and GWM1220 (Suenaga et al. 2003; Schnurbusch et al.

2004b; Spielmeyer et al. 2005). The aim of this analysis

was to check the degree of polymorphism at the new SSR loci in the wheat germplasm and to assess if any of the newly developed markers was diagnostic for the presence of Lr34. To assess the degree of polymor-phism we used a set of lines extensively used to

charac-terize Lr34 (Table4, Wrst group). All microsatellites

produced an ampliWcation product in the lines except

for SWM2, which ampliWed a fragment only in the

genomic DNA of the Ae. tauschii accession ‘AL8/78’. SWM4 and SWM7 were monomorphic, SWM3 and SWM8 produced three alleles; SWM1, SWM5, SWM6, SWM9, and SWM10 had a higher degree of polymor-phism, ranging from three to nine alleles, comparable to GWM1220 and GWM130 (six and seven alleles, respec-tively). It is noteworthy that the SWM5 allele in the

introgression line‘Arina-Lr34’ is diVerent from both the

donor parent ‘Forno’ and the recurrent parent ‘Arina’

Fig. 2 Genetic mapping of

polymorphic microsatellites derived from BAC clones of the wheat cv. ‘Glenlea’ (TaBACs) and the wild grass

Aegilops tauschii allowed to

correlate the genetic map of wheat chromosome 7D with the rice physical map of chro-mosome 6S. The inversion detected by mapping new SSR markers is indicated by a

dashed box. The BAC clones

of wheat and Aegilops tauschii are not drawn to scale. Only BAC clones HB086I16 and BB045B13 belong to the same contig, however, they do not overlap. *Microsatellite GWM1220 was not polymor-phic between ‘Arina’ and ‘Forno’. Its mapping position is inferred from published work (Schnurbusch et al.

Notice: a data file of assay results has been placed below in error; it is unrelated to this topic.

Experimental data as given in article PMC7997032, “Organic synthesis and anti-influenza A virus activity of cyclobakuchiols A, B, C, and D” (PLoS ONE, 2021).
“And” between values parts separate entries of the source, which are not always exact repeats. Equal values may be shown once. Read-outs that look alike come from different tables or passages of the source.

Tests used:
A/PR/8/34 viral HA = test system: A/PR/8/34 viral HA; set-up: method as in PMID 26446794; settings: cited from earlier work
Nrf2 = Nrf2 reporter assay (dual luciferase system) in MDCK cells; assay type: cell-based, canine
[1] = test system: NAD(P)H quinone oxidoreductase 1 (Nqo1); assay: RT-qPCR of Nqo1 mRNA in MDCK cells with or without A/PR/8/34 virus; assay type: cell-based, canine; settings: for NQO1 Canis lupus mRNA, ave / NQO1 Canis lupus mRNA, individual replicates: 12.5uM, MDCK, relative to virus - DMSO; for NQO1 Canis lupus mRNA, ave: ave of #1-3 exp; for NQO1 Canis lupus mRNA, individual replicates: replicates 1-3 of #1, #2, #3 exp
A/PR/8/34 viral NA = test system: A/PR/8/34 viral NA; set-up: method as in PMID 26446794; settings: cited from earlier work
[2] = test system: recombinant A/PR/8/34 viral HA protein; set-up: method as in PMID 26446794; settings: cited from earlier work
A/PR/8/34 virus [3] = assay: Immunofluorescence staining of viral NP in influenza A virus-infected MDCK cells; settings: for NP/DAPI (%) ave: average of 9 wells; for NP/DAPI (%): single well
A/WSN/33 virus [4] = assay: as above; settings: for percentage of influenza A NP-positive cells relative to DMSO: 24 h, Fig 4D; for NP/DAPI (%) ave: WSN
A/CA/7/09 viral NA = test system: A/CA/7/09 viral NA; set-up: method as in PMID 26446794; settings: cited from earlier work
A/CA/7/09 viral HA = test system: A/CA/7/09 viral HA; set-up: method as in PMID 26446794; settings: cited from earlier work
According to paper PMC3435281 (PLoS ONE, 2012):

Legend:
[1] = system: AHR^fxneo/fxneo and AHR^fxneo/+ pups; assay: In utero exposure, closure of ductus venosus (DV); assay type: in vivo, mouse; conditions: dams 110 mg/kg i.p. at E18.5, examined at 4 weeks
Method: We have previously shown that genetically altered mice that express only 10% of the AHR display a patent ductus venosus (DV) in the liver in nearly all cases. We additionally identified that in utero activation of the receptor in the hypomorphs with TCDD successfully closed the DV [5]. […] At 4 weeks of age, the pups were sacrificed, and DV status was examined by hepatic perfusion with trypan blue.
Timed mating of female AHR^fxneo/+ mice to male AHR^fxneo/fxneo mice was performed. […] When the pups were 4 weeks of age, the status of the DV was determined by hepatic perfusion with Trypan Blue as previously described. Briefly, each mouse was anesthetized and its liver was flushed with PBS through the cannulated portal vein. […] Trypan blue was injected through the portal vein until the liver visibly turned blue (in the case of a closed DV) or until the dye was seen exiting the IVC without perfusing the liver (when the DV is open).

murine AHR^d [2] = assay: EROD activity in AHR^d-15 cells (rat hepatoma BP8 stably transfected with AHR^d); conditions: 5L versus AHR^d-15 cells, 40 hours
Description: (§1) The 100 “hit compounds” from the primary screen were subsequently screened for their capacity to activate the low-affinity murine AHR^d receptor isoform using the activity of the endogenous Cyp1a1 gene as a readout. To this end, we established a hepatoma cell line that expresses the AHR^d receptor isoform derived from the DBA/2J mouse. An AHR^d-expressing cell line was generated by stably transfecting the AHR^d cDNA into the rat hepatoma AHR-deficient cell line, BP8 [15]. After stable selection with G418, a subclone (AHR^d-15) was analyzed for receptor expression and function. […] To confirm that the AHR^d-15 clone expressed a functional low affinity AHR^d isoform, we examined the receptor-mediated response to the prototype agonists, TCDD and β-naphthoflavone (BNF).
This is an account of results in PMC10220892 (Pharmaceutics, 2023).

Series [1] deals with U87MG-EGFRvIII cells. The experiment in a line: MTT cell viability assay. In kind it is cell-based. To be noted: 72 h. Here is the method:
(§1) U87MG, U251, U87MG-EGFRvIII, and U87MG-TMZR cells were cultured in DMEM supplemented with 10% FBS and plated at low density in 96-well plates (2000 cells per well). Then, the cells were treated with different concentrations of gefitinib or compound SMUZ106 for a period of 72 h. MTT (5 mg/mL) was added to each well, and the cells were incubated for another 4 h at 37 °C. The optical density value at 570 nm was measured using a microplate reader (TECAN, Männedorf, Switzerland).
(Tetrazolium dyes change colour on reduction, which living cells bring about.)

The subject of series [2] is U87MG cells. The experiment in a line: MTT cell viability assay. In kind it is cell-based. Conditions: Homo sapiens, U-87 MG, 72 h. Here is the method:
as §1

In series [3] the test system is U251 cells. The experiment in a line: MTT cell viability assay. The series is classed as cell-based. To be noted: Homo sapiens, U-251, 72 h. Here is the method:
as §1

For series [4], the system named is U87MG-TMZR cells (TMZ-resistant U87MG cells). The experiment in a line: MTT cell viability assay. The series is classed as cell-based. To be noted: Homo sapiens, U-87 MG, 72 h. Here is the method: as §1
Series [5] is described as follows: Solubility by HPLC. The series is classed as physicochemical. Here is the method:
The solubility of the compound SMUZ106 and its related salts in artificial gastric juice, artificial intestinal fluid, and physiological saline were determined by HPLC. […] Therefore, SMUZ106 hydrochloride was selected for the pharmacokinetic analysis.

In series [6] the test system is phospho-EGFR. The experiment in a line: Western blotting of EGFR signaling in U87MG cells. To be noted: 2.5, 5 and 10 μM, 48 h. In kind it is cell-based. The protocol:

2004b; Spielmeyer et al. 2005) Lr34 BE493812 BJ281290 GWM1220* Xsfr.BE493812 BE443044 CD904551 Xswm1 Xswm5 Xswm10 Xgwm295 BJ220373 Xsfr.BF473324 BF473324 BE490643 Xsfr.BE490643 RI 033N19 TaB A C 940L4 HD 007J 19 T a BAC 4 7 0 M1 8 HB 080I 6 45.4 2.7 1.7 4.7 0.7 0.5 7.7 110 30 5 17 110 STS 41 BE517741 STS 62 5 12 CDO475 3 40 1580 Xcdo475 kb in rice cM in wheat B B 0 45B 13 Rice centromere Wheat centromere Lr34 BE493812 GWM1220* Xsfr.BE493812 BE443044 CD904551 Xswm1 Xswm5 Xswm10 Xgwm295 BJ220373 Xsfr.BF473324 BF473324 BE490643 Xsfr.BE490643 RI 033N19 TaB A C 940L4 HD 007J 19 T a BAC 4 7 0 M1 8 HB 080I 6 45.4 2.7 1.7 4.7 0.7 0.5 7.7 110 30 5 17 110 STS 41 BE517741 STS 62 5 12 CDO475 3 40 1580 Xcdo475 kb in rice cM in wheat B B 0 45B 13 Rice centromere Wheat centromere

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(data not shown). It seems that in a few generations of

backcrossing (BC2) and selWng (F4) this Lr34 line has

developed a new allele at the Xswm5 locus. Instability observed with SWM5 might depend on the size of this repeat. The part representing only the repeat of the ampliWed fragment of SWM5 is 134 bp long, and is very

large compared to an average SSR. It consists of (ta)32/

(tg)35 in Ae.tauschii, and the repeat might be very

unsta-ble, rapidly producing new allelic variants.